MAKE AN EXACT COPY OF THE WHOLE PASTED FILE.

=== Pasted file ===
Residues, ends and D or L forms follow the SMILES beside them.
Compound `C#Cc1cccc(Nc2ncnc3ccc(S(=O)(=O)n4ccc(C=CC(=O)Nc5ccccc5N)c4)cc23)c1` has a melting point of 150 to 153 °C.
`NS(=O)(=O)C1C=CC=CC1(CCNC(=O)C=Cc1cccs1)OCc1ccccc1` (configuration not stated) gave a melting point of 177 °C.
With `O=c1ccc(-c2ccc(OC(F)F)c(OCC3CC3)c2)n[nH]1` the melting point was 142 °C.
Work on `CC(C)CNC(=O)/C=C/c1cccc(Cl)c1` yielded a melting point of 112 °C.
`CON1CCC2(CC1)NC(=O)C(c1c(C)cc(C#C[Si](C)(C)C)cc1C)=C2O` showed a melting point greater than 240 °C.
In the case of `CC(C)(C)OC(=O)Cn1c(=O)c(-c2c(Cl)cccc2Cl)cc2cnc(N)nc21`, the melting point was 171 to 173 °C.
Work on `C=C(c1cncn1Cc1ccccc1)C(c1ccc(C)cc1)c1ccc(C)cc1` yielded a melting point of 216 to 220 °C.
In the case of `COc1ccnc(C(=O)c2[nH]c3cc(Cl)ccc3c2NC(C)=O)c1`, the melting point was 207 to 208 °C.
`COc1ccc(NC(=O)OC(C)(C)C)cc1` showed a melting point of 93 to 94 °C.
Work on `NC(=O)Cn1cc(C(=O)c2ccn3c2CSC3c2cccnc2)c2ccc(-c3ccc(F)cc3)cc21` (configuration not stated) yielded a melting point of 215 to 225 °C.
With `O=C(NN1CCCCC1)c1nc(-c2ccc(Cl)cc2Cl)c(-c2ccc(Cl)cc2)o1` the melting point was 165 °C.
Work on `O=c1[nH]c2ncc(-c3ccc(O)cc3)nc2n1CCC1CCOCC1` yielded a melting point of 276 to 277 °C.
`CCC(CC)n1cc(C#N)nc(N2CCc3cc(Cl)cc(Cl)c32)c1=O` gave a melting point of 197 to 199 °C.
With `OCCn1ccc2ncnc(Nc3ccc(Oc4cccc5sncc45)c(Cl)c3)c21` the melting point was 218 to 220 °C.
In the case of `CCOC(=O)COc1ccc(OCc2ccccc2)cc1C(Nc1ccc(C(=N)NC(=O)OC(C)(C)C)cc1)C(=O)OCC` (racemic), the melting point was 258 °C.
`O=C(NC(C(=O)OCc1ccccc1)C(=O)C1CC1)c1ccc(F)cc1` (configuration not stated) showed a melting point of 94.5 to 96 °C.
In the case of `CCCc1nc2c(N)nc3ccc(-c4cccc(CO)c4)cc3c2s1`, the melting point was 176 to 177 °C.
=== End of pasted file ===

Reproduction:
Residues, ends and D or L forms follow the SMILES beside them.
Compound `C#Cc1cccc(Nc2ncnc3ccc(S(=O)(=O)n4ccc(C=CC(=O)Nc5ccccc5N)c4)cc23)c1` has a melting point of 150 to 153 °C.
`NS(=O)(=O)C1C=CC=CC1(CCNC(=O)C=Cc1cccs1)OCc1ccccc1` (configuration not stated) gave a melting point of 177 °C.
With `O=c1ccc(-c2ccc(OC(F)F)c(OCC3CC3)c2)n[nH]1` the melting point was 142 °C.
Work on `CC(C)CNC(=O)/C=C/c1cccc(Cl)c1` yielded a melting point of 112 °C.
`CON1CCC2(CC1)NC(=O)C(c1c(C)cc(C#C[Si](C)(C)C)cc1C)=C2O` showed a melting point greater than 240 °C.
In the case of `CC(C)(C)OC(=O)Cn1c(=O)c(-c2c(Cl)cccc2Cl)cc2cnc(N)nc21`, the melting point was 171 to 173 °C.
Work on `C=C(c1cncn1Cc1ccccc1)C(c1ccc(C)cc1)c1ccc(C)cc1` yielded a melting point of 216 to 220 °C.
In the case of `COc1ccnc(C(=O)c2[nH]c3cc(Cl)ccc3c2NC(C)=O)c1`, the melting point was 207 to 208 °C.
`COc1ccc(NC(=O)OC(C)(C)C)cc1` showed a melting point of 93 to 94 °C.
Work on `NC(=O)Cn1cc(C(=O)c2ccn3c2CSC3c2cccnc2)c2ccc(-c3ccc(F)cc3)cc21` (configuration not stated) yielded a melting point of 215 to 225 °C.
With `O=C(NN1CCCCC1)c1nc(-c2ccc(Cl)cc2Cl)c(-c2ccc(Cl)cc2)o1` the melting point was 165 °C.
Work on `O=c1[nH]c2ncc(-c3ccc(O)cc3)nc2n1CCC1CCOCC1` yielded a melting point of 276 to 277 °C.
`CCC(CC)n1cc(C#N)nc(N2CCc3cc(Cl)cc(Cl)c32)c1=O` gave a melting point of 197 to 199 °C.
With `OCCn1ccc2ncnc(Nc3ccc(Oc4cccc5sncc45)c(Cl)c3)c21` the melting point was 218 to 220 °C.
In the case of `CCOC(=O)COc1ccc(OCc2ccccc2)cc1C(Nc1ccc(C(=N)NC(=O)OC(C)(C)C)cc1)C(=O)OCC` (racemic), the melting point was 258 °C.
`O=C(NC(C(=O)OCc1ccccc1)C(=O)C1CC1)c1ccc(F)cc1` (configuration not stated) showed a melting point of 94.5 to 96 °C.
In the case of `CCCc1nc2c(N)nc3ccc(-c4cccc(CO)c4)cc3c2s1`, the melting point was 176 to 177 °C.